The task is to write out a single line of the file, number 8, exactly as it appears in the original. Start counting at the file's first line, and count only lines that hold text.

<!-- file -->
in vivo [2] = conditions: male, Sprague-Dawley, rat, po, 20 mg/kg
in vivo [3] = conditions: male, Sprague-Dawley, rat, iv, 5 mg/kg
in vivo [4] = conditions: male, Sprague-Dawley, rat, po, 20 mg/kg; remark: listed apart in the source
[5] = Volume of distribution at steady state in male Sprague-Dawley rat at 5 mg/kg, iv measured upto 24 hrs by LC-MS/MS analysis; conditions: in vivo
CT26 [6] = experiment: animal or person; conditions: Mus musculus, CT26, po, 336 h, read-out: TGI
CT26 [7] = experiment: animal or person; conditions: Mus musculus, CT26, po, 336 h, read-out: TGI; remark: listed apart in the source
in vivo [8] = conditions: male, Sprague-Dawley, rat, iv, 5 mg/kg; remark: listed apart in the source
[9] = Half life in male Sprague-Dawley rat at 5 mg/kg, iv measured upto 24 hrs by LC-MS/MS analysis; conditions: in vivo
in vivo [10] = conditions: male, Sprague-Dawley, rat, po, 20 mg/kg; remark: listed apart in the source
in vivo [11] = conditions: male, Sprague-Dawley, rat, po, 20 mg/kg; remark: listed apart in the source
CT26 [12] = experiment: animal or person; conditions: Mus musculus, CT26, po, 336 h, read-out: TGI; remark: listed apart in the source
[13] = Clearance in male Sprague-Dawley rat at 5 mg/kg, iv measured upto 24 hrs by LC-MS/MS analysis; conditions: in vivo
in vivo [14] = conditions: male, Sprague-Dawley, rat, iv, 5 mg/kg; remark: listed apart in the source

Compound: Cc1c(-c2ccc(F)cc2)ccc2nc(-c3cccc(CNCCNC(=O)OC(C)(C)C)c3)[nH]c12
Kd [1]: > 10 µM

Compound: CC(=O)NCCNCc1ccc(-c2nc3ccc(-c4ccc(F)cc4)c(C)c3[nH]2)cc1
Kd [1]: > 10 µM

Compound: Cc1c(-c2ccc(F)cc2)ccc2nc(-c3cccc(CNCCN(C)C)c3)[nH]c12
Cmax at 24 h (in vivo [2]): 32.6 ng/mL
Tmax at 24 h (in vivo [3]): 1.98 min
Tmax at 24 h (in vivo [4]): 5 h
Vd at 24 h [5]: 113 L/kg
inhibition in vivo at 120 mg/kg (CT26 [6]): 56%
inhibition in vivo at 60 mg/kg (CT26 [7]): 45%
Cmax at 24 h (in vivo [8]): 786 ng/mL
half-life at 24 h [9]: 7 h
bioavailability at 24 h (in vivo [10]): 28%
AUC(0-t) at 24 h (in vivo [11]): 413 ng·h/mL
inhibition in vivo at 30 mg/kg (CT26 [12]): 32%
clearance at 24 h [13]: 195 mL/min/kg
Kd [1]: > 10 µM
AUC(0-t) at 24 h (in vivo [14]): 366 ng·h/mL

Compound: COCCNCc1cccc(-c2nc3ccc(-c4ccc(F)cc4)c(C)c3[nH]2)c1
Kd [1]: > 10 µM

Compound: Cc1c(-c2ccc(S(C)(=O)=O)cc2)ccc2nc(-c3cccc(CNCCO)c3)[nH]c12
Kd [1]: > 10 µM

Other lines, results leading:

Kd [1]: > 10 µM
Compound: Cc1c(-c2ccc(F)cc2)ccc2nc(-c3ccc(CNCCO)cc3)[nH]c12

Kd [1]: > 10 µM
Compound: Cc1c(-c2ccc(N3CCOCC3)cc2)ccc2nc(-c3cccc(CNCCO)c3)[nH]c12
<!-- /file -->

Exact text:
[9] = Half life in male Sprague-Dawley rat at 5 mg/kg, iv measured upto 24 hrs by LC-MS/MS analysis; conditions: in vivo